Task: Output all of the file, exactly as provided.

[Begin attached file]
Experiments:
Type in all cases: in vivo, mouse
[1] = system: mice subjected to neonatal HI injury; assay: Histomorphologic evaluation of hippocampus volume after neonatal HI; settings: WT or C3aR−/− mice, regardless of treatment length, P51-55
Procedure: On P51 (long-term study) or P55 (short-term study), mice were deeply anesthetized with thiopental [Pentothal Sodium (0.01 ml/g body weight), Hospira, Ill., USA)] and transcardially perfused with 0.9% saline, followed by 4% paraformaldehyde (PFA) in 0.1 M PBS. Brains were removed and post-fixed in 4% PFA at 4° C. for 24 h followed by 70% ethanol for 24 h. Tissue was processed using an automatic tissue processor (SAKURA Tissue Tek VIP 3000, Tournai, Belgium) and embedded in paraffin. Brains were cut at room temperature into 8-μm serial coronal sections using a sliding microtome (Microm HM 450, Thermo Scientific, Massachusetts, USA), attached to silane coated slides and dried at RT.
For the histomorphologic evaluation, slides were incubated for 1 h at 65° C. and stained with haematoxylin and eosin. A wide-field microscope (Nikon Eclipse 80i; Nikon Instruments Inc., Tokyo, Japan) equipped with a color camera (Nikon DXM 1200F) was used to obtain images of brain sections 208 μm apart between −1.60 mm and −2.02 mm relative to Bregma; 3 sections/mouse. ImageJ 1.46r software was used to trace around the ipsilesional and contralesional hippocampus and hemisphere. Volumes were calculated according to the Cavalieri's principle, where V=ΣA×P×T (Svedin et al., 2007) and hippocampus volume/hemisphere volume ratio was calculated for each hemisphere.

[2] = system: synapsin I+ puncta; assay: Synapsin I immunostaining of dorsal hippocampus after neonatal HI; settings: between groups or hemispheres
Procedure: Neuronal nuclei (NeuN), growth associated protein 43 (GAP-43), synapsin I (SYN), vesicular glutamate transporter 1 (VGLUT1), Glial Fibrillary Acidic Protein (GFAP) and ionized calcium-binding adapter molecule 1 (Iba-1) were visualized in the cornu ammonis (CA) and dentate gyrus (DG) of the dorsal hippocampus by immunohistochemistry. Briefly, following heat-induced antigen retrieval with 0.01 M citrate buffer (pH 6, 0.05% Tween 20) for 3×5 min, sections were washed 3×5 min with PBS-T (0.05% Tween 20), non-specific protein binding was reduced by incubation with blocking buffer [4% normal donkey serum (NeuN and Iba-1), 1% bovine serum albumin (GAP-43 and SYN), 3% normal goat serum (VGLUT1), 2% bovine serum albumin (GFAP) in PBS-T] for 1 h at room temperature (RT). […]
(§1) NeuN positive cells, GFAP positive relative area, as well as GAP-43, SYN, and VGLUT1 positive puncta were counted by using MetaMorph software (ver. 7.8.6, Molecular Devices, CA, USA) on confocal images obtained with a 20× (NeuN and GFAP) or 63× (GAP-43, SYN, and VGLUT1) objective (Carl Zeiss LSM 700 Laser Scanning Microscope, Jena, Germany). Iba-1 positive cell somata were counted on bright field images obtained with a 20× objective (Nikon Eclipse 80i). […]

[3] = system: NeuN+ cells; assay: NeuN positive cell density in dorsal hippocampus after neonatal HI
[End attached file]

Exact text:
Experiments:
Type in all cases: in vivo, mouse
[1] = system: mice subjected to neonatal HI injury; assay: Histomorphologic evaluation of hippocampus volume after neonatal HI; settings: WT or C3aR−/− mice, regardless of treatment length, P51-55
Procedure: On P51 (long-term study) or P55 (short-term study), mice were deeply anesthetized with thiopental [Pentothal Sodium (0.01 ml/g body weight), Hospira, Ill., USA)] and transcardially perfused with 0.9% saline, followed by 4% paraformaldehyde (PFA) in 0.1 M PBS. Brains were removed and post-fixed in 4% PFA at 4° C. for 24 h followed by 70% ethanol for 24 h. Tissue was processed using an automatic tissue processor (SAKURA Tissue Tek VIP 3000, Tournai, Belgium) and embedded in paraffin. Brains were cut at room temperature into 8-μm serial coronal sections using a sliding microtome (Microm HM 450, Thermo Scientific, Massachusetts, USA), attached to silane coated slides and dried at RT.
For the histomorphologic evaluation, slides were incubated for 1 h at 65° C. and stained with haematoxylin and eosin. A wide-field microscope (Nikon Eclipse 80i; Nikon Instruments Inc., Tokyo, Japan) equipped with a color camera (Nikon DXM 1200F) was used to obtain images of brain sections 208 μm apart between −1.60 mm and −2.02 mm relative to Bregma; 3 sections/mouse. ImageJ 1.46r software was used to trace around the ipsilesional and contralesional hippocampus and hemisphere. Volumes were calculated according to the Cavalieri's principle, where V=ΣA×P×T (Svedin et al., 2007) and hippocampus volume/hemisphere volume ratio was calculated for each hemisphere.

[2] = system: synapsin I+ puncta; assay: Synapsin I immunostaining of dorsal hippocampus after neonatal HI; settings: between groups or hemispheres
Procedure: Neuronal nuclei (NeuN), growth associated protein 43 (GAP-43), synapsin I (SYN), vesicular glutamate transporter 1 (VGLUT1), Glial Fibrillary Acidic Protein (GFAP) and ionized calcium-binding adapter molecule 1 (Iba-1) were visualized in the cornu ammonis (CA) and dentate gyrus (DG) of the dorsal hippocampus by immunohistochemistry. Briefly, following heat-induced antigen retrieval with 0.01 M citrate buffer (pH 6, 0.05% Tween 20) for 3×5 min, sections were washed 3×5 min with PBS-T (0.05% Tween 20), non-specific protein binding was reduced by incubation with blocking buffer [4% normal donkey serum (NeuN and Iba-1), 1% bovine serum albumin (GAP-43 and SYN), 3% normal goat serum (VGLUT1), 2% bovine serum albumin (GFAP) in PBS-T] for 1 h at room temperature (RT). […]
(§1) NeuN positive cells, GFAP positive relative area, as well as GAP-43, SYN, and VGLUT1 positive puncta were counted by using MetaMorph software (ver. 7.8.6, Molecular Devices, CA, USA) on confocal images obtained with a 20× (NeuN and GFAP) or 63× (GAP-43, SYN, and VGLUT1) objective (Carl Zeiss LSM 700 Laser Scanning Microscope, Jena, Germany). Iba-1 positive cell somata were counted on bright field images obtained with a 20× objective (Nikon Eclipse 80i). […]

[3] = system: NeuN+ cells; assay: NeuN positive cell density in dorsal hippocampus after neonatal HI